The researchers conducted the first randomized, placebo-controlled, double-blind study of gastric acid suppression among patients with laryngitis in the United States.
They reported their findings in the American Journal of Gastroenterology.
Patients diagnosed with idiopathic chronic laryngitis were randomized to receive either lansoprazole 30 mg orally, twice a day, or a matching placebo for 3 months.
Before randomization, all patients underwent upper endoscopy, dual probe ambulatory 24 hour esophageal pH-metry, and laryngoscopy. They also completed a symptom questionnaire for gastro-esophageal reflux disease (GERD) and laryngitis.
|Patients with complete symptomatic response: |
|American Journal of Gastroenterology|
The primary outcome of treatment was the complete resolution of laryngeal symptoms.
A total of 22 patients with symptoms and signs of chronic laryngitis were enrolled, 20 of whom completed the study.
At baseline, there were no significant differences between the two groups with regards to GERD symptoms, erosive esophagitis, proximal and distal esophageal pH-metry, or laryngeal signs and symptoms.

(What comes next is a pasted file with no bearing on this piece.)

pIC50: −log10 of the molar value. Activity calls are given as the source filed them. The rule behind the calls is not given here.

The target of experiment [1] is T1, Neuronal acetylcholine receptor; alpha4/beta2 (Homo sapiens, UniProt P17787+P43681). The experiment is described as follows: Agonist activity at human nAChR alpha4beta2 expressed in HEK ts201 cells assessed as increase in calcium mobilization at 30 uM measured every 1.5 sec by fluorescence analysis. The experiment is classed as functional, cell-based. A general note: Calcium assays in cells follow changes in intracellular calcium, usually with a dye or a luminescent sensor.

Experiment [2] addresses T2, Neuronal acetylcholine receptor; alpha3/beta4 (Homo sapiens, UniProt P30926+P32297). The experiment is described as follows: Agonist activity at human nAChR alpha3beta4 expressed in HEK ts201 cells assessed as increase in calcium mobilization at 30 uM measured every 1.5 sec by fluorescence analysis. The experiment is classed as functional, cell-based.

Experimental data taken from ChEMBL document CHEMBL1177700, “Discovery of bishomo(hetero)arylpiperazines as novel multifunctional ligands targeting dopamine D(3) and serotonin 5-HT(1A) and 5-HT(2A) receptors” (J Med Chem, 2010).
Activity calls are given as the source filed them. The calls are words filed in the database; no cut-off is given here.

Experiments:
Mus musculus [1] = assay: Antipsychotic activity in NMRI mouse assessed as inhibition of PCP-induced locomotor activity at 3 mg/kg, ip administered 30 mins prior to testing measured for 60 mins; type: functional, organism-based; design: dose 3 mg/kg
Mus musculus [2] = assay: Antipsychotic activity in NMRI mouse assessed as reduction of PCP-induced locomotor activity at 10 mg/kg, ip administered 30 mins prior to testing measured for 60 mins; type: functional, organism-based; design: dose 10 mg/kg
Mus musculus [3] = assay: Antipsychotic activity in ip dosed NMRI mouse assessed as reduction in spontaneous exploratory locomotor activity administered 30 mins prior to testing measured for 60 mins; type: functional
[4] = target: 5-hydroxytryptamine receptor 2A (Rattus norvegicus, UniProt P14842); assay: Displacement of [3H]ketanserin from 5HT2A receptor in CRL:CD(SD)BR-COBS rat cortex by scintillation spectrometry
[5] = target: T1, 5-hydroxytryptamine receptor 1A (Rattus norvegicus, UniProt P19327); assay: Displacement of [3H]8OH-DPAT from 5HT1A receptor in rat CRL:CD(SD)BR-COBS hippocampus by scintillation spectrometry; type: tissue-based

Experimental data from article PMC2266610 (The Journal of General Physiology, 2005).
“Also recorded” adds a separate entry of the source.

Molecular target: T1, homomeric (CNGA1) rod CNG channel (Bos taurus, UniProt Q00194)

In an intention-to-treat analysis, six patients in the lansoprazole group (50%) and only one patient (10%) in the placebo group were found to achieve a complete symptomatic response.
Apart from receiving lansoprazole, there were no significant differences between responders and non-responders in any of baseline esophageal or laryngeal signs and symptoms.
Researcher H. B. El-Serag, of the Houston VA Medical Center and Baylor College of Medicine, said on behalf of the group, "Empirical treatment with lansoprazole is efficacious in relieving symptoms of laryngitis compared with placebo.
"Such treatment can be considered as a first-line option in managing patients with idiopathic chronic laryngitis."